Waking up Canadians
Group examines sustainable economy
Yellowknife (Feb 07/00) - A national organization that has the ear of the Prime Minister is studying the way business is being done in the North.
The National Round Table on the Environment and the Economy has top officials from Canada's biggest mining companies, environmental organizations, and First Nations groups as its members.
The Round Table, an independent agency of the federal government, has been in existence since 1994. The group is just now focusing on the North with the goal of coming up with ways the non-renewable resource sector can conduct business more sustainably.
CEO David McGuinty said Round Table members are going to "wake Canadians up to the fact that the North is a huge part of Canada's future.
"We interviewed more than 100 top people and discovered Northern issues aren't even on Ottawa's radar screen," said McGuinty.
"We thought there was a real need to raise the profile of the North with the federal government and Canadians. It is Canada's North not no-man's land and there are significant economic opportunities there."
To start the process, the Round Table members asked decision makers from the federal government, aboriginal communities, major industry and environmental organizations to take an overall look at how Northern resources are being handled.
"The first thing they told us was that the challenge of the North was so big and so complex that everybody was afraid to tackle it," said McGuinty.
"They were mostly afraid because they didn't feel they could make a difference."
Common issues raised include the need to settle land claims in the region, the need to ensure development occurs at a pace both Northern people and the environment can withstand, and the need to modify the existing royalty and fiscal agreements with the federal government to ensure more non-renewable resource benefits stay in the North.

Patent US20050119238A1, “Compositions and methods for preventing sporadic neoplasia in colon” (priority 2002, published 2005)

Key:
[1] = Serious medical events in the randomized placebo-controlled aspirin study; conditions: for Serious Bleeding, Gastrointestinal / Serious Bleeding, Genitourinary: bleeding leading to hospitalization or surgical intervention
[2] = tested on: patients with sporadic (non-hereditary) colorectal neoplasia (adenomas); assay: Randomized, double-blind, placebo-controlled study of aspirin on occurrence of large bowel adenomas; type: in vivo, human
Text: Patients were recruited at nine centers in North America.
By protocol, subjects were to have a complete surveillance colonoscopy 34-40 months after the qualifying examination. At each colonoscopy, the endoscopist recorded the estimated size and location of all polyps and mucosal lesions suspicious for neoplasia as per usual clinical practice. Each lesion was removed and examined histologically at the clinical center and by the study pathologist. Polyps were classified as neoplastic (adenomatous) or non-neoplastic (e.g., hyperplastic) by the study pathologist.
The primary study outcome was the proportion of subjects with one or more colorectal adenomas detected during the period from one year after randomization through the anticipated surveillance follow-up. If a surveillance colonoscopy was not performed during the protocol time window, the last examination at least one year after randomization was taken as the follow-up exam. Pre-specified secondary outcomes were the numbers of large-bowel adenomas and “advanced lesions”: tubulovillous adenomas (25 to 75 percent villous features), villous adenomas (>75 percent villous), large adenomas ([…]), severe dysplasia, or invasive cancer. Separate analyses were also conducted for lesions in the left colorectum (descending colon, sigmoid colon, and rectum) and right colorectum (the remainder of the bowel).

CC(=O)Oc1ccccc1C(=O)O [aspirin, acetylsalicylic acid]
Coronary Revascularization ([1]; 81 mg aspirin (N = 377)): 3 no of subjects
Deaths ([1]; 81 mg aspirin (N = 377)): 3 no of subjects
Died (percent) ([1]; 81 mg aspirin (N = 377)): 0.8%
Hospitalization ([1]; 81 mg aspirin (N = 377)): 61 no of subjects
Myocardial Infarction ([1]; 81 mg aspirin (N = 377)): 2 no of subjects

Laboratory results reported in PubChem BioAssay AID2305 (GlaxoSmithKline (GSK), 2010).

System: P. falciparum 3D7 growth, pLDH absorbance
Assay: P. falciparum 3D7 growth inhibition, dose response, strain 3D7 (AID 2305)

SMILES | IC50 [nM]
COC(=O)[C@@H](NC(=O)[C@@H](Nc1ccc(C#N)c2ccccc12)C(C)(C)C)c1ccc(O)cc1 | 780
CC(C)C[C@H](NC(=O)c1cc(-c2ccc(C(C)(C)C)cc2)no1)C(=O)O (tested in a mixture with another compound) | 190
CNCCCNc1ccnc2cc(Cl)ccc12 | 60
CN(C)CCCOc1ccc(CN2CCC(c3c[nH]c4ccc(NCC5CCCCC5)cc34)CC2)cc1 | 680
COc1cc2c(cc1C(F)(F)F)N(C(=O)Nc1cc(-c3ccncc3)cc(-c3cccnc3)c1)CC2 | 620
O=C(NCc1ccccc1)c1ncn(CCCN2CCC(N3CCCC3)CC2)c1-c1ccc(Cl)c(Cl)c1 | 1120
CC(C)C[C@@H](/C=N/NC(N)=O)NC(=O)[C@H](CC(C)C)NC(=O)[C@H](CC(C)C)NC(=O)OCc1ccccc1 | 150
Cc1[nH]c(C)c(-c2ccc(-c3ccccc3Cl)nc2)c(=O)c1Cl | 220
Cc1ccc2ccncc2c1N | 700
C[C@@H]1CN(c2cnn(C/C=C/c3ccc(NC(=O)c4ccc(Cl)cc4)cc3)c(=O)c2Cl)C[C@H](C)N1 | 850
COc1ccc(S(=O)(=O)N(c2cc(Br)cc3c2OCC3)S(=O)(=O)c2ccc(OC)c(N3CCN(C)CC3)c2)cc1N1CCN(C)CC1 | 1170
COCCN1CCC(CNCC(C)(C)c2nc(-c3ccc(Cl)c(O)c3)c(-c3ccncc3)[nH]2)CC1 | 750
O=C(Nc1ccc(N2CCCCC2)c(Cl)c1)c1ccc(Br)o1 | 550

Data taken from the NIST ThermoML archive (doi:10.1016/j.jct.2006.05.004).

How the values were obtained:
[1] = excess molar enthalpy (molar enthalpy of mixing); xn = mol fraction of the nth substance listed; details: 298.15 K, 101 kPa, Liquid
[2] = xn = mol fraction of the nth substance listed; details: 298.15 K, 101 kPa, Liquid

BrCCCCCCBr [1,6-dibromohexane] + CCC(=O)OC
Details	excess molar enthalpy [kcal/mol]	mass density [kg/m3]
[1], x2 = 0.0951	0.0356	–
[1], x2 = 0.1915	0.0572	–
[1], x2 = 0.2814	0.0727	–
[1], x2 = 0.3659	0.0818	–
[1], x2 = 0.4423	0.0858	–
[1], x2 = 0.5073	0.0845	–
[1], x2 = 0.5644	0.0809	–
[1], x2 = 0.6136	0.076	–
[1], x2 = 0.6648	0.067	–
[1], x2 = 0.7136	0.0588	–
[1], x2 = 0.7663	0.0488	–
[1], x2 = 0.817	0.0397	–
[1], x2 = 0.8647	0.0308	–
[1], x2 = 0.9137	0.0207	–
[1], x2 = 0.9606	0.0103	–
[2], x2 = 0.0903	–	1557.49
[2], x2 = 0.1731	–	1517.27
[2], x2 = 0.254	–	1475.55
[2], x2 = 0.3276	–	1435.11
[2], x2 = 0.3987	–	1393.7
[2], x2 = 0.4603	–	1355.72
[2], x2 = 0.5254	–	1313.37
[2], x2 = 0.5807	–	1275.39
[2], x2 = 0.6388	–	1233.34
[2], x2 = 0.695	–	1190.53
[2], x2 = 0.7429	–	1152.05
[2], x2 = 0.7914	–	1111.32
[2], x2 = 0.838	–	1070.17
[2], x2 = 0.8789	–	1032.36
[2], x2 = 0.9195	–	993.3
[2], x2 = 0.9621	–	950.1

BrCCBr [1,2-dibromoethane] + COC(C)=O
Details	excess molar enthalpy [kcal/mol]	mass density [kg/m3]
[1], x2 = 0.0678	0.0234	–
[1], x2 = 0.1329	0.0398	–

"Businesses are saying that the investment climate isn't as good as it might be. Local people are saying where are our jobs, and environmentalists are asking what impact is the explosion in the non-renewable resource sector having up there," said McGuinty.
The Round Table has set up a Northern taskforce consisting of aboriginal leaders, corporate managers, Department of Indian Affairs and Northern Development representatives, and environmentalists.
"The first stage for us is to get everyone to agree that business as usual isn't sustainable," said McGuinty.
The taskforce is conducting two case studies in the NWT. The lessons learned from those studies will be applied to non-renewable resource developments throughout Canada.
The first case study is on the natural gas and oil pipeline at Norman Wells. The second examines mining exploration and development within the 'Corridor of Hope,' which includes the BHP and proposed Diavik diamond mines 250 kilometres north of Yellowknife.
"Once you get everyone to agree that business as usual isn't acceptable, then you break the problem down into its constituent parts," said McGuinty.
"What we're doing is flushing out two things. The first is what are the risks of increased development on aboriginal communities and the second is to answer how all the players can minimize those risks."
He said one of the first things the taskforce noticed is that companies proposing a development don't follow a determined protocol when it comes to dealing with communities.
"We have situations in the North where one village joins with one multinational and a village 20 kilometres down the river joins with another," said McGuinty.
"The process as it is now seems to cause a lot of grief and costs a lot of trust. We can do better in this country."
The National Round Table taskforce plans to meet in March in Yellowknife. They expect 60 participants from the corporate, First Nation, and government sectors to attend.
"Money is like electricity because it takes the path of least resistance," said McGuinty.
"We're not opposed to development, we're just concerned about how it will happen."
McGuinty is hoping the NWT Taskforce will have a final report completed by the end of the year. It will contain specific regulatory and policy recommendations for DIAND and could result in the federal government implementing tax and market mechanisms to ensure Northern development is conducted sustainably.